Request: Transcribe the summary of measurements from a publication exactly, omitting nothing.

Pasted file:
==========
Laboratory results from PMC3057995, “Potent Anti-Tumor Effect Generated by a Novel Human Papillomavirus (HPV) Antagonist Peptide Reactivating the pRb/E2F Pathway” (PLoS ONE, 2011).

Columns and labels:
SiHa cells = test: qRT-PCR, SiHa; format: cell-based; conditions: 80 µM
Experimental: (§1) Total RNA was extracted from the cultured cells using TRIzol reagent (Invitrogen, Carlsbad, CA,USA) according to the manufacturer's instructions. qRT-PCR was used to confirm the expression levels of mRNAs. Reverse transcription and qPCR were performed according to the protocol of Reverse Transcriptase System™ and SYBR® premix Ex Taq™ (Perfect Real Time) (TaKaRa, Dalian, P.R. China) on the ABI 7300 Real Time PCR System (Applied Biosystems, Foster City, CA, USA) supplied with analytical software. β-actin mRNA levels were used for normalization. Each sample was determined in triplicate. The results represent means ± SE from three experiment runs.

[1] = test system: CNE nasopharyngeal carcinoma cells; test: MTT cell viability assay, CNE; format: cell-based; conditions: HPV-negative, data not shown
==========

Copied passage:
Laboratory results from PMC3057995, “Potent Anti-Tumor Effect Generated by a Novel Human Papillomavirus (HPV) Antagonist Peptide Reactivating the pRb/E2F Pathway” (PLoS ONE, 2011).

Columns and labels:
SiHa cells = test: qRT-PCR, SiHa; format: cell-based; conditions: 80 µM
Experimental: (§1) Total RNA was extracted from the cultured cells using TRIzol reagent (Invitrogen, Carlsbad, CA,USA) according to the manufacturer's instructions. qRT-PCR was used to confirm the expression levels of mRNAs. Reverse transcription and qPCR were performed according to the protocol of Reverse Transcriptase System™ and SYBR® premix Ex Taq™ (Perfect Real Time) (TaKaRa, Dalian, P.R. China) on the ABI 7300 Real Time PCR System (Applied Biosystems, Foster City, CA, USA) supplied with analytical software. β-actin mRNA levels were used for normalization. Each sample was determined in triplicate. The results represent means ± SE from three experiment runs.

[1] = test system: CNE nasopharyngeal carcinoma cells; test: MTT cell viability assay, CNE; format: cell-based; conditions: HPV-negative, data not shown